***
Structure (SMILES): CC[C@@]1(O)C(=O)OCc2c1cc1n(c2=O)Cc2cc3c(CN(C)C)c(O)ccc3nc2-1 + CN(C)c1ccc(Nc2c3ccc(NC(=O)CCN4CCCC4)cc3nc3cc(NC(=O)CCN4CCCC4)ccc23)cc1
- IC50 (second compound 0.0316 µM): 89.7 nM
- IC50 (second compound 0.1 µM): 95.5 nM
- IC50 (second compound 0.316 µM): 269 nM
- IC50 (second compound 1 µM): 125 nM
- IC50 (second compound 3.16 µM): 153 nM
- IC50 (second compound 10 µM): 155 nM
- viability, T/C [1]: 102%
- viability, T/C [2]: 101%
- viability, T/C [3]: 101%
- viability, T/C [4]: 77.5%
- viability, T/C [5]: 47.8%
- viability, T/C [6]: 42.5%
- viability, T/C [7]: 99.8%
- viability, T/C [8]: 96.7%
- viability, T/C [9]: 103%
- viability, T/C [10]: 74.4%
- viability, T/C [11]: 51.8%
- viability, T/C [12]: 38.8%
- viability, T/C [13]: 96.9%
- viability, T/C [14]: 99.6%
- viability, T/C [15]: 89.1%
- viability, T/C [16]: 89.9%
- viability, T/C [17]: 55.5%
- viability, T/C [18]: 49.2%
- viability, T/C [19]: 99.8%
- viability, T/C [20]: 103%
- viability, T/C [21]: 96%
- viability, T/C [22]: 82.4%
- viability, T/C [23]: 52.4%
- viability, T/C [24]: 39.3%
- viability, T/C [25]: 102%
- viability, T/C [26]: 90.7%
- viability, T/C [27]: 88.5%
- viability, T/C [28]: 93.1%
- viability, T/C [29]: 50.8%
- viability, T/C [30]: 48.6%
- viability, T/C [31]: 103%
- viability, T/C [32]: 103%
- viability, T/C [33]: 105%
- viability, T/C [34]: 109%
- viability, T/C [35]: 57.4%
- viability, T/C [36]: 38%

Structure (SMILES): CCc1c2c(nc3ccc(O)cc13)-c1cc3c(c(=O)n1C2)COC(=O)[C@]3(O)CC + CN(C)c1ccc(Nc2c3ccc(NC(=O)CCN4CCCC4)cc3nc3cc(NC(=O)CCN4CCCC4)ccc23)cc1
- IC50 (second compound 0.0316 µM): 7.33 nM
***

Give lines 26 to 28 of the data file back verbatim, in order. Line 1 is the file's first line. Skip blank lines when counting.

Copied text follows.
- viability, T/C [19]: 99.8%
- viability, T/C [20]: 103%
- viability, T/C [21]: 96%